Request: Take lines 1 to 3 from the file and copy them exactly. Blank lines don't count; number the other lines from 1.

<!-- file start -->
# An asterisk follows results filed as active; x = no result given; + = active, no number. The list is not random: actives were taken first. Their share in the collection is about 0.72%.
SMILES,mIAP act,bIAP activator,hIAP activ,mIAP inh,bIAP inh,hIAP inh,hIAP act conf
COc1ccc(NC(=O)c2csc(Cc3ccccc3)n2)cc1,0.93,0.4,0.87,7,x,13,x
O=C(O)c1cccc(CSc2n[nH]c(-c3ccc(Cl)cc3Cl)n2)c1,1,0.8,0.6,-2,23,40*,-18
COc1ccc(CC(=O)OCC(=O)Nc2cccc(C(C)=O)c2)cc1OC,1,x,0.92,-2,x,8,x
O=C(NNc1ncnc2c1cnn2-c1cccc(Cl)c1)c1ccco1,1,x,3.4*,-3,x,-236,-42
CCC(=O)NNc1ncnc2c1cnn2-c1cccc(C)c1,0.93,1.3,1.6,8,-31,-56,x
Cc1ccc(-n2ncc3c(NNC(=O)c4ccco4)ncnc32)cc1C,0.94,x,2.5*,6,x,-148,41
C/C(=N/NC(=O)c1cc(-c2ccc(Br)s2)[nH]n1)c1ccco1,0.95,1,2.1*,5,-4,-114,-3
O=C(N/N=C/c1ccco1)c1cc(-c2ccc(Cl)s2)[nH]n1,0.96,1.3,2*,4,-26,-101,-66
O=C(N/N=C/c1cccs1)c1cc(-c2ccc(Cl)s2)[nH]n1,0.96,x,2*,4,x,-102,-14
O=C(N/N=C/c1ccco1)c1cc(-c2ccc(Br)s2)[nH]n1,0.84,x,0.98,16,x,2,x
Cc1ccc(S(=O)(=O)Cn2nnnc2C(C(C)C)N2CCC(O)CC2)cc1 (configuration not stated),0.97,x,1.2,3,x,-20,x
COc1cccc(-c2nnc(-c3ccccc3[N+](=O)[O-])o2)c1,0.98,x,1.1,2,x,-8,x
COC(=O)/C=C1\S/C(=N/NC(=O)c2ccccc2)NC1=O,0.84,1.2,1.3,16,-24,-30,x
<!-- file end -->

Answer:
# An asterisk follows results filed as active; x = no result given; + = active, no number. The list is not random: actives were taken first. Their share in the collection is about 0.72%.
SMILES,mIAP act,bIAP activator,hIAP activ,mIAP inh,bIAP inh,hIAP inh,hIAP act conf
COc1ccc(NC(=O)c2csc(Cc3ccccc3)n2)cc1,0.93,0.4,0.87,7,x,13,x